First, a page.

I’ll wager Judge Tag Graves never expected the testimony he saw from Akeem Adebayo Soboyede, 2021 T. C. Sum. Op. 3, filed 1/26/21.

That’s Akeem Adebayo Soboyede, Esq., admitted in DC and MN. Most of Judge Travis A. (“Tag”) Greaves’ work is to do with Akeem’s tax home, which is DC and not MN, so his DC living expense deduction goes by the boards.

The rest of his deductions don’t fare a lot better.

“Petitioner admitted in his testimony that he did not keep the necessary documentation because he ‘did not know * * * [he] was going to get audited.’” 2021 T. C. Sum. Op. 3, at p. 10.

Akeem, none of us does. But be prepared; it could happen again.


In Uncategorized on 01/26/2021 at 16:34

There’s yet another contestant in the Taishoff no-prize, sporadic “Good Excuse” sweepstakes, Terry T. Brown, Sr., 2021 T. C. Sum. Op. 4, filed 1/26/21. TT’s tale is told by Judge Travis A. (“Tag”) Greaves, coming on in relief of Judge Ruwe (retired).

It’s a fairly familiar indocumentado. Employed by a “non-profit,” TT pays some unreimbursed expenses for said “non-profit,” but has some problems, even aside from the fact that said “non-profit” is never identified as a Section 501(c)(3) type.

“In support of his position, petitioner submitted a letter from a former [non-profit] board member. The letter stated that petitioner paid out-of-pocket expenses on [non-profit]’s behalf for which he was never reimbursed and that those unreimbursed expenses should be considered contributions to a nonprofit. The letter is dated… nearly a year after the close of the [year at issue] –and does not provide an amount, date, location, or description of any cash or property actually donated. Neither this letter nor any other evidence set forth in the record meets the requirements of the section 170 regulations. Accordingly, petitioner failed to sufficiently show that he incurred such expenses and may not claim a deduction for the disallowed charitable contributions on his [year at issue] Form 1040.” 2021 T.C. Sum. Op. 4, at pp. 13-14.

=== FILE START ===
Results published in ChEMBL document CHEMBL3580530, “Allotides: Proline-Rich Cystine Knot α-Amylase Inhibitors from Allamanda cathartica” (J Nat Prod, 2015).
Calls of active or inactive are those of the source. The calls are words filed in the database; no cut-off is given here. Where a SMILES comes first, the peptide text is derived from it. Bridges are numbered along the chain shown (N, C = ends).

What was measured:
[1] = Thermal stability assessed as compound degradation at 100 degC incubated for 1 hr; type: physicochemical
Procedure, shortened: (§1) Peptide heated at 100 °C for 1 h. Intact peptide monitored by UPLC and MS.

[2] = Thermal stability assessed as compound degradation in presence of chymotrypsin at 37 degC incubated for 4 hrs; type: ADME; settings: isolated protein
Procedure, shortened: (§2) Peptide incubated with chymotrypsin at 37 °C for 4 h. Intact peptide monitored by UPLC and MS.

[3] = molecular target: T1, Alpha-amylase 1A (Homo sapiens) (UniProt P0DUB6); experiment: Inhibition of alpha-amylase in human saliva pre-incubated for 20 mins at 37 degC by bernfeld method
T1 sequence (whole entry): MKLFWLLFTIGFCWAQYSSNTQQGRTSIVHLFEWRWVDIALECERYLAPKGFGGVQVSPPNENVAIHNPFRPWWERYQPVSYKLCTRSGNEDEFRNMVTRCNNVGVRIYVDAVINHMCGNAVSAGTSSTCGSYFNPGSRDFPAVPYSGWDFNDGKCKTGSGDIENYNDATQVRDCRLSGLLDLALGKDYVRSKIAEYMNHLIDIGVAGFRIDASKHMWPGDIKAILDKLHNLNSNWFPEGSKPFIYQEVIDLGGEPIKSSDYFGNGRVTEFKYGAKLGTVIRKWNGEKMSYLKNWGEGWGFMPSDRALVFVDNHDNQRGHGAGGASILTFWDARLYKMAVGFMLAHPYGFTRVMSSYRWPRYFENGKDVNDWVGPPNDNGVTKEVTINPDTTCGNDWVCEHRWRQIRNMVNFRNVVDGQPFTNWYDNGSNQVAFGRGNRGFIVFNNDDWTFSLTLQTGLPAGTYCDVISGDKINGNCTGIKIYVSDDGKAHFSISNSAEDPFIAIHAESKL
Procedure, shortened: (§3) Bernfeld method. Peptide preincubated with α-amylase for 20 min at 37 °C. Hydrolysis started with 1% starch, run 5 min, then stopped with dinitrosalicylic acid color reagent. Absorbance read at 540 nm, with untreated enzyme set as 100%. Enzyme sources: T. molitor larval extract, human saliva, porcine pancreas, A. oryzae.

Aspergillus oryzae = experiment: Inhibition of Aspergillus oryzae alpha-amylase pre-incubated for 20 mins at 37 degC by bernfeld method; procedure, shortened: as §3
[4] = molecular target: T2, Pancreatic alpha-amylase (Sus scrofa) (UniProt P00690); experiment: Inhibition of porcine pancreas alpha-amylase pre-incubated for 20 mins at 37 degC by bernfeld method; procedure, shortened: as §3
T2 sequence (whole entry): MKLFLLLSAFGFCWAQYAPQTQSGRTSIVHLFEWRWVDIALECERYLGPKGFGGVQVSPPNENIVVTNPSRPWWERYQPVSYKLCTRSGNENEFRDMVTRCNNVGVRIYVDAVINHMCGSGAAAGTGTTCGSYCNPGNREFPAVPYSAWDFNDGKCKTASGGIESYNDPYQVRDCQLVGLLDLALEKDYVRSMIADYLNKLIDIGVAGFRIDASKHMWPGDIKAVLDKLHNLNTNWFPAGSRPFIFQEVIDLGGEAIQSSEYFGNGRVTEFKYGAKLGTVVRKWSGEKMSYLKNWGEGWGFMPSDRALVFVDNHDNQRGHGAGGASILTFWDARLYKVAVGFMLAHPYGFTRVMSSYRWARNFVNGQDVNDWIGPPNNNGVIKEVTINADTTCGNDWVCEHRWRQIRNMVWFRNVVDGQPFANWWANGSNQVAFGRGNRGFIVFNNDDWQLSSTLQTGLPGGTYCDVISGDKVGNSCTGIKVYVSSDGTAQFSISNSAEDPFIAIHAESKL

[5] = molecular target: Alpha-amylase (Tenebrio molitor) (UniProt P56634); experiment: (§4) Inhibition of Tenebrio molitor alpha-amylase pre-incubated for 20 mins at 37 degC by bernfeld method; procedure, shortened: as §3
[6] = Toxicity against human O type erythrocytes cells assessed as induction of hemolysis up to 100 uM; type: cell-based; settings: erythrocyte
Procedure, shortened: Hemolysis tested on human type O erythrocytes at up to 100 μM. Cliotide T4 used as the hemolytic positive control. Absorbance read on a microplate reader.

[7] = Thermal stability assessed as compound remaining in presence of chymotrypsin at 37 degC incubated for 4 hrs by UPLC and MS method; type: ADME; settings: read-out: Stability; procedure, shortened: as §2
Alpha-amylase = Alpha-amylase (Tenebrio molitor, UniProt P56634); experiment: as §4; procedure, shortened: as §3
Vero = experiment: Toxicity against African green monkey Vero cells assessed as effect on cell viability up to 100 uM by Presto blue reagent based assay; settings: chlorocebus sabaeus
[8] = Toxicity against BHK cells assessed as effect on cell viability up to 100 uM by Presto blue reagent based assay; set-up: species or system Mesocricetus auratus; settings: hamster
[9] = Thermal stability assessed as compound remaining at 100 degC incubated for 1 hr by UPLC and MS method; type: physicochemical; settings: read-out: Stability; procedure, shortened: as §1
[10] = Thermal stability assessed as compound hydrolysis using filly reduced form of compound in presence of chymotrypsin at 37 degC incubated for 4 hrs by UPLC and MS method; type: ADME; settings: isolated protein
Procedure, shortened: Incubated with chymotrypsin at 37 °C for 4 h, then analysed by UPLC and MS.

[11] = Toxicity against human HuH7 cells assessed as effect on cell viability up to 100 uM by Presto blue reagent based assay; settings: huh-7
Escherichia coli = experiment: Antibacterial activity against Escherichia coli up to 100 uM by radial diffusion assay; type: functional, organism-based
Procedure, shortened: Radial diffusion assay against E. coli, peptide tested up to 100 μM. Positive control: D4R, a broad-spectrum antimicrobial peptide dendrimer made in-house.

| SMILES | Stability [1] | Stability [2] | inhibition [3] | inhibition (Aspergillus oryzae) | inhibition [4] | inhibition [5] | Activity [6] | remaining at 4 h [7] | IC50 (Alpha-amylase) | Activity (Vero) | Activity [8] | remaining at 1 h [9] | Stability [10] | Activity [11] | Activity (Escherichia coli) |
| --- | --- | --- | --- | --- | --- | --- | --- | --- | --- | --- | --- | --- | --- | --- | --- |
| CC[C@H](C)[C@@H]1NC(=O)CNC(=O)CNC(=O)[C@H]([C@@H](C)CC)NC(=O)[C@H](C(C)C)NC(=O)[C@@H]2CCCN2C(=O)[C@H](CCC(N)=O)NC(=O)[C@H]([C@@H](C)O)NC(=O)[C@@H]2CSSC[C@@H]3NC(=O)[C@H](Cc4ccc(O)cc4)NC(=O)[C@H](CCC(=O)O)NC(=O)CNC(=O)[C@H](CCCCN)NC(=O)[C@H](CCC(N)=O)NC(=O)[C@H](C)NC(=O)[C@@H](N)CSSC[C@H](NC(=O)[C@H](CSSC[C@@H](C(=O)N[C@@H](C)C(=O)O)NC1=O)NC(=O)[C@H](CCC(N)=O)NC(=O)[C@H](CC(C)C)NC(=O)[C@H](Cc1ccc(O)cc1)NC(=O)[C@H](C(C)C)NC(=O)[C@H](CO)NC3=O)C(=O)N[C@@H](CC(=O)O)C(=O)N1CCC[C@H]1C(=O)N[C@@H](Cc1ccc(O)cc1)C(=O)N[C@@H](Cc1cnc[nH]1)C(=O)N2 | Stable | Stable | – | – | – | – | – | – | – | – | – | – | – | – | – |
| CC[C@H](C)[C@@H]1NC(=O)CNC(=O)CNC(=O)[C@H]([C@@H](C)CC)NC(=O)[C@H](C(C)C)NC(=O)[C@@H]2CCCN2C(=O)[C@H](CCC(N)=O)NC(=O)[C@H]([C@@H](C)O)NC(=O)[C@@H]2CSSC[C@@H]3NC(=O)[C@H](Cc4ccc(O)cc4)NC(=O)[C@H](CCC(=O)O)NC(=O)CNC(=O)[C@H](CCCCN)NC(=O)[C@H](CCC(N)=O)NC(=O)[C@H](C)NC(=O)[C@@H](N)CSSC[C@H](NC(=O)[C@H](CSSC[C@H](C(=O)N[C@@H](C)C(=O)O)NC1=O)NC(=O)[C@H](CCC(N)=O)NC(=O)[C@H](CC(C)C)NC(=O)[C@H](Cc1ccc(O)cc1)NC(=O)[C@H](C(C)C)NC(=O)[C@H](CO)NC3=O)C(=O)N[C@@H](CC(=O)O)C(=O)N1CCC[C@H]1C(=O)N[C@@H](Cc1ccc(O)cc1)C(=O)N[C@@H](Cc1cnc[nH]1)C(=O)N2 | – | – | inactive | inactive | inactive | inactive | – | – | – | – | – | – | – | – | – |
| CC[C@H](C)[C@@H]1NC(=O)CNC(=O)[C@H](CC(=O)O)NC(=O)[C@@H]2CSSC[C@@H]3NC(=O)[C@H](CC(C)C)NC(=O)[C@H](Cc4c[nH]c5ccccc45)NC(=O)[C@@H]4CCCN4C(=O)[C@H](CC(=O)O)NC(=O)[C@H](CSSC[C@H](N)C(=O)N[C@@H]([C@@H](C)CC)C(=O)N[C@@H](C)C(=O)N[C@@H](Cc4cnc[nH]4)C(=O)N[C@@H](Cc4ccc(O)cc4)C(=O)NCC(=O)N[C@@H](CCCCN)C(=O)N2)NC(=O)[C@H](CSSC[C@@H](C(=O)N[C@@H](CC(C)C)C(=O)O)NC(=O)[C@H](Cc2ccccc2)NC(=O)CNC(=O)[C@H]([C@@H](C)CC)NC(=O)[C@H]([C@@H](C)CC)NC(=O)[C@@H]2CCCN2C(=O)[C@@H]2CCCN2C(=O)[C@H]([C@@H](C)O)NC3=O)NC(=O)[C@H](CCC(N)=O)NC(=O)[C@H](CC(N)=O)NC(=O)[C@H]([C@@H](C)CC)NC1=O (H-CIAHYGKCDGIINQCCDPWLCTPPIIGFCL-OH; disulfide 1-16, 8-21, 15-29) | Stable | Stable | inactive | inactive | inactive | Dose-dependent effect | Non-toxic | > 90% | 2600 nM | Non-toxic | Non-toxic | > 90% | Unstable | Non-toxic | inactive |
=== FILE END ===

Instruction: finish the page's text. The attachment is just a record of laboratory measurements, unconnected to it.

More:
Now that’s not enough for a sweepstakes entry.  But this is.

“At some point… respondent audited petitioner’s returns for the years at issue. When asked to provide records necessary to substantiate the expenses and losses reported on his Schedules A, C, and E, petitioner claimed that he maintained the supporting documentation exclusively on his [non-profit] work computer, which he no longer had access to following his termination from [non-profit]. Petitioner claimed that he made several attempts to retrieve the files but that [non-profit] informed him that they had been destroyed.” 2021 T. C. Sum. Op. 4, at p. 5.

And we can stop here.


In Uncategorized on 01/26/2021 at 16:05

Dana Ray Reynolds, 2021 T. C. Memo. 10, filed 1/26/21, went down for two years on two subscriptions in USDCCDCA. Dana Ray was a phony corp merchant, who used the corps to siphon income for himself, and sold his phony maneuver. So he wound up owing restitution via some Restitution-Based Assessments (RBAs). But DOJ got into the act via the DOJFLU (Department of Justice Financial Litigation Unit), resulting in Dana Ray’s request for an IA and CNC getting bounced around, ending up in a CDP, where the question of an ARI (Appeals Referral Investigation) by IRSCD (Internal Revenue Service Collection Division) was bruited. And that leaves out the marital agreement between Dana Ray and spouse, which left Dana Ray with no income or living expenses. So did IRS coordinate with DOJ? And should Dana Ray get an IA or be CNC?

If this leaves your head spinning, think of ex-Ch J Michael B (“Iron Mike”) Thornton, confronted with the task of unbaking this strawberry shortcake and putting the whipped cream back in the cow.

Well, ex-Ch J Iron Mike does it, without even a dictionary to chew upon for consolation.

First, there’s no Tax Court challenge to court-ordered restitution in a criminal case. And IRS has independent authority to collect same. Section 6201(a)(4) says so, and ex-Ch J Iron Mike is not revisiting that one.